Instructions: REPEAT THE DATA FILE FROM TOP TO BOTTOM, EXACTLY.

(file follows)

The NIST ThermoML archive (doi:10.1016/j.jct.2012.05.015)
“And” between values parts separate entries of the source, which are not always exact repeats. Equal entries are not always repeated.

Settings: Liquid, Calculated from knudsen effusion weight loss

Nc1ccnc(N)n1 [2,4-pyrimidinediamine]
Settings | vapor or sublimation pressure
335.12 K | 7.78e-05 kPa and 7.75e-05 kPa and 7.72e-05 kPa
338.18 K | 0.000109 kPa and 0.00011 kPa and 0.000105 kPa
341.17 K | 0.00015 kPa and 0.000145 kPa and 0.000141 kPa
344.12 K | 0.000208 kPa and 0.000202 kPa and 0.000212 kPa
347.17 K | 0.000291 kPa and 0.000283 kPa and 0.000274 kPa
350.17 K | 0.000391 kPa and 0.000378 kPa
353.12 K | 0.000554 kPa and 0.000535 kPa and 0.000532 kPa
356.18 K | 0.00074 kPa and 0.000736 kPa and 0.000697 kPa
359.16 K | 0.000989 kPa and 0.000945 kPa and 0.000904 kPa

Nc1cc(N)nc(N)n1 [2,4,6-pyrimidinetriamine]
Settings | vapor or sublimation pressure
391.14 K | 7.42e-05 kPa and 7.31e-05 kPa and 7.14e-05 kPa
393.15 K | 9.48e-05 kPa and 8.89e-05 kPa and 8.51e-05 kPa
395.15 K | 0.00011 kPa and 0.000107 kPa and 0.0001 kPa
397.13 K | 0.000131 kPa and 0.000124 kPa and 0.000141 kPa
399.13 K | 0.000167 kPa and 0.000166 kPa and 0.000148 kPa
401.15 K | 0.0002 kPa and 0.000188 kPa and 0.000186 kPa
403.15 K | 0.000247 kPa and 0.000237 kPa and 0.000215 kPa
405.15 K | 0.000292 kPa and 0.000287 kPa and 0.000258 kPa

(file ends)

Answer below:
The NIST ThermoML archive (doi:10.1016/j.jct.2012.05.015)
“And” between values parts separate entries of the source, which are not always exact repeats. Equal entries are not always repeated.

Settings: Liquid, Calculated from knudsen effusion weight loss

Nc1ccnc(N)n1 [2,4-pyrimidinediamine]
Settings | vapor or sublimation pressure
335.12 K | 7.78e-05 kPa and 7.75e-05 kPa and 7.72e-05 kPa
338.18 K | 0.000109 kPa and 0.00011 kPa and 0.000105 kPa
341.17 K | 0.00015 kPa and 0.000145 kPa and 0.000141 kPa
344.12 K | 0.000208 kPa and 0.000202 kPa and 0.000212 kPa
347.17 K | 0.000291 kPa and 0.000283 kPa and 0.000274 kPa
350.17 K | 0.000391 kPa and 0.000378 kPa
353.12 K | 0.000554 kPa and 0.000535 kPa and 0.000532 kPa
356.18 K | 0.00074 kPa and 0.000736 kPa and 0.000697 kPa
359.16 K | 0.000989 kPa and 0.000945 kPa and 0.000904 kPa

Nc1cc(N)nc(N)n1 [2,4,6-pyrimidinetriamine]
Settings | vapor or sublimation pressure
391.14 K | 7.42e-05 kPa and 7.31e-05 kPa and 7.14e-05 kPa
393.15 K | 9.48e-05 kPa and 8.89e-05 kPa and 8.51e-05 kPa
395.15 K | 0.00011 kPa and 0.000107 kPa and 0.0001 kPa
397.13 K | 0.000131 kPa and 0.000124 kPa and 0.000141 kPa
399.13 K | 0.000167 kPa and 0.000166 kPa and 0.000148 kPa
401.15 K | 0.0002 kPa and 0.000188 kPa and 0.000186 kPa
403.15 K | 0.000247 kPa and 0.000237 kPa and 0.000215 kPa
405.15 K | 0.000292 kPa and 0.000287 kPa and 0.000258 kPa